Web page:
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The forgotten role of search queries in IR-based bug localization: an empirical study

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Abstract

Being light-weight and cost-effective, IR-based approaches for bug localization have shown promise in finding software bugs. However, the accuracy of these approaches heavily depends on their used bug reports. A significant number of bug reports contain only plain natural language texts. According to existing studies, IR-based approaches cannot perform well when they use these bug reports as search queries. On the other hand, there is a piece of recent evidence that suggests that even these natural language-only reports contain enough good keywords that could help localize the bugs successfully. On one hand, these findings suggest that natural language-only bug reports might be a sufficient source for good query keywords. On the other hand, they cast serious doubt on the query selection practices in the IR-based bug localization. In this article, we attempted to clear the sky on this aspect by conducting an in-depth empirical study that critically examines the state-of-the-art query selection practices in IR-based bug localization. In particular, we use a dataset of 2,320 bug reports, employ ten existing approaches from the literature, exploit the Genetic Algorithm-based approach to construct optimal, near-optimal search queries from these bug reports, and then answer three research questions. We confirmed that the state-of-the-art query construction approaches are indeed not sufficient for constructing appropriate queries (for bug localization) from certain natural language-only bug reports. However, these bug reports indeed contain high-quality search keywords in their texts even though they might not contain explicit hints for localizing bugs (e.g., stack traces). We also demonstrate that optimal queries and non-optimal queries chosen from bug report texts are significantly different in terms of several keyword characteristics (e.g., frequency, entropy, position, part of speech). Such an analysis has led us to four actionable insights on how to choose appropriate keywords from a bug report. Furthermore, we demonstrate 27%–34% improvement in the performance of non-optimal queries through the application of our actionable insights to them. Finally, we summarize our study findings with future research directions (e.g., machine intelligence in keyword selection).

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  1. https://goo.gl/GwXv6H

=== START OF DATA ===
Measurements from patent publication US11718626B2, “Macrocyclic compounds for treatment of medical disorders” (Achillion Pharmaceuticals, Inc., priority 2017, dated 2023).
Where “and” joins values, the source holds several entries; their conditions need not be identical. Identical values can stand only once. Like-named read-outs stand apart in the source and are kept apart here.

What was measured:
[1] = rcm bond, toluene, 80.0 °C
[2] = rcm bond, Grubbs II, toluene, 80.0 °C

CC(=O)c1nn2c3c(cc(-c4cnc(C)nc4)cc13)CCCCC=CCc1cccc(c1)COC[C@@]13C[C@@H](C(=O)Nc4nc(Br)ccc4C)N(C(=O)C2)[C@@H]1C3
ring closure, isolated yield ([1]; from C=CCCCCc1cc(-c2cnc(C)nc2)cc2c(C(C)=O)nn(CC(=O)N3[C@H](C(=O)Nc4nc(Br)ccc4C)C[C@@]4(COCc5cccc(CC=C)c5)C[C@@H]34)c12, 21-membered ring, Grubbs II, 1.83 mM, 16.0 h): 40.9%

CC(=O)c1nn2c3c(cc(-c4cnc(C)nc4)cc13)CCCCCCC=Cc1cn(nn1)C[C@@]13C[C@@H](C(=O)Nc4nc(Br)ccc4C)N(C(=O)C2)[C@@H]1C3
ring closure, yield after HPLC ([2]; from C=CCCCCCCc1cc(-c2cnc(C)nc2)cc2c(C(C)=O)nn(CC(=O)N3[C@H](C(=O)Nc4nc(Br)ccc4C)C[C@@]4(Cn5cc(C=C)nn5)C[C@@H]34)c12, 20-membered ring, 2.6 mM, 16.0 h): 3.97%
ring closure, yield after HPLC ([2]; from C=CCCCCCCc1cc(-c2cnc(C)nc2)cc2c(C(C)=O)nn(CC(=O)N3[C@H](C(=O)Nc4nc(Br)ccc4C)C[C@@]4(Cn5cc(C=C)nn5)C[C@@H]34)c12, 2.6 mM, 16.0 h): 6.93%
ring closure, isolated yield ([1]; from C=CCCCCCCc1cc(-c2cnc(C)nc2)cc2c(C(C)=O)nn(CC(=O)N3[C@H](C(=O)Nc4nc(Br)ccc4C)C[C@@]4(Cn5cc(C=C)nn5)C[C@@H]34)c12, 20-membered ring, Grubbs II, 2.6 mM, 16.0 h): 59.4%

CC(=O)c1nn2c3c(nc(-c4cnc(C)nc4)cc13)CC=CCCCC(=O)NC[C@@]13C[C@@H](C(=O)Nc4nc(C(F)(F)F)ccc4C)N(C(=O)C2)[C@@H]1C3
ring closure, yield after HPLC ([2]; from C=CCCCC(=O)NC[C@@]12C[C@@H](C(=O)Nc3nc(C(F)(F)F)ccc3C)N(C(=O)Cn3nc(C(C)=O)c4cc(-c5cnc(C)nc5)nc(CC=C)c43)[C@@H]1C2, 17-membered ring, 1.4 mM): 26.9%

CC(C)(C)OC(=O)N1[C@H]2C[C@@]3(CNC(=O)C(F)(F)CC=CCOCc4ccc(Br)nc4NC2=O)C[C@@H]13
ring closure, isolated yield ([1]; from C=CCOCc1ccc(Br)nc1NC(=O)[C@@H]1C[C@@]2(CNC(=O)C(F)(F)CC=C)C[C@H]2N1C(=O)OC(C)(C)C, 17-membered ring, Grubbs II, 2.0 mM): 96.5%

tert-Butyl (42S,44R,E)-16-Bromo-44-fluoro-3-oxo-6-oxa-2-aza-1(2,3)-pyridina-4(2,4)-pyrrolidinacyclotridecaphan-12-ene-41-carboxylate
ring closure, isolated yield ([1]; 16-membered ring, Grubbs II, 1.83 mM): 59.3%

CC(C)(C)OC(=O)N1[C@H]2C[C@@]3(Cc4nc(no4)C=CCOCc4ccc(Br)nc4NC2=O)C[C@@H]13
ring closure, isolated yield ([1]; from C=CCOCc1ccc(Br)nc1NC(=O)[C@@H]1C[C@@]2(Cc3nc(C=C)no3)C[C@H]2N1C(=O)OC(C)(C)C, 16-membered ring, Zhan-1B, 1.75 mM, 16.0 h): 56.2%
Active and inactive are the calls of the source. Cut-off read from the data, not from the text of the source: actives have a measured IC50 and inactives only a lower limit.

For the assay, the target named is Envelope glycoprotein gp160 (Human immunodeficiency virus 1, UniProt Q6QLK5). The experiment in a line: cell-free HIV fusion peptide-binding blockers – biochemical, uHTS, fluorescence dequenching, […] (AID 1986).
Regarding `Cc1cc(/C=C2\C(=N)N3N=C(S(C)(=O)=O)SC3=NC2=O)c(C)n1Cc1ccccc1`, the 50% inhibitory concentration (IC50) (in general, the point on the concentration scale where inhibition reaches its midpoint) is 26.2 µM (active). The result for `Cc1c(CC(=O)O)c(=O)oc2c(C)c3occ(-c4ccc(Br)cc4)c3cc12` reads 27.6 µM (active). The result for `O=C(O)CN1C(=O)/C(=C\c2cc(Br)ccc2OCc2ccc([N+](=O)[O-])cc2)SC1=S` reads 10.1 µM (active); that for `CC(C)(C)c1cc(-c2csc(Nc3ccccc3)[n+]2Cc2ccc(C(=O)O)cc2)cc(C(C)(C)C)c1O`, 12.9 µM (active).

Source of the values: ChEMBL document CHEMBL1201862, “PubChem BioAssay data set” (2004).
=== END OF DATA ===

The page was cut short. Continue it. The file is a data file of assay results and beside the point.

2. https://bit.ly/2KU9IR2

  3. https://bit.ly/2RnIAPK

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Acknowledgements

This research was supported by Tenure-track startup grant, Dalhousie University, Saskatchewan Innovation & Opportunity Scholarship (2017–2018), and the Natural Sciences and Engineering Research Council of Canada (NSERC).

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Correspondence to Mohammad Masudur Rahman.

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Communicated by: Andrian Marcus

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Appendices

Appendix A: Query attributes for the comparative analysis

Table 23 Query attributes used for the comparative analysis

Appendix B: Comparison of Query Feature Distribution

Fig. 9
figure 9

Comparison between optimal and non-optimal keywords (from bug reports leading to poor baseline queries) using their distributions (e.g., PMF=probability mass function) of (a) frequency, (b) entropy, (c) percentage from the body/description section of a bug report, and (d) percentage of nouns

Appendix C: Comparison of Query Features using Box plots

Fig. 10
figure 10

Comparison between optimal and non-optimal keywords (from bug reports leading to poor baseline queries) using their box plot of (a) frequency, (b) entropy, (c) percentage from the body/description section of a bug report, and (d) percentage of nouns

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Rahman, M.M., Khomh, F., Yeasmin, S. et al. The forgotten role of search queries in IR-based bug localization: an empirical study. Empir Software Eng 26, 116 (2021). https://doi.org/10.1007/s10664-021-10022-4

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